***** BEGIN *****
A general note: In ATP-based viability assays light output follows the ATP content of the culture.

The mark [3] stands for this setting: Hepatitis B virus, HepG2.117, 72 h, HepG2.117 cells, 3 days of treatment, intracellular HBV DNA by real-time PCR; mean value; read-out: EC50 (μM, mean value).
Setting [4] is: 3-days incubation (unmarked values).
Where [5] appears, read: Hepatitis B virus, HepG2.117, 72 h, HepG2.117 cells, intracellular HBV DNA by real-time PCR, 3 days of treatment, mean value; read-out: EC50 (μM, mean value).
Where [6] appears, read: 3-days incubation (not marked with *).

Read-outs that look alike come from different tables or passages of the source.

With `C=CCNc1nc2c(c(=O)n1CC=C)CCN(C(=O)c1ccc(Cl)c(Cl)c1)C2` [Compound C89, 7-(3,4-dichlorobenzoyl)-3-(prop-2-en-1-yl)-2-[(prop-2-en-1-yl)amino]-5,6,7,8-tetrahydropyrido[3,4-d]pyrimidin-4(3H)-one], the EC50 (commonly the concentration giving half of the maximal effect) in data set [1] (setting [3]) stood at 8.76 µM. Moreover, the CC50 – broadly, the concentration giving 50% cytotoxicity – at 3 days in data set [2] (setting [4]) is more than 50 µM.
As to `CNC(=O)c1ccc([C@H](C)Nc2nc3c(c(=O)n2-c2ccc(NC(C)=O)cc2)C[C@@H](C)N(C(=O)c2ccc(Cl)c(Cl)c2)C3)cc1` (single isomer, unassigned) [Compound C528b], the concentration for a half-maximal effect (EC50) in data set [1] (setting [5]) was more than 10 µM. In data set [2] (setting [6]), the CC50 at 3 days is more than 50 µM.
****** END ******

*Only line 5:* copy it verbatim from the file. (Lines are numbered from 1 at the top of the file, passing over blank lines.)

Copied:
Where [6] appears, read: 3-days incubation (not marked with *).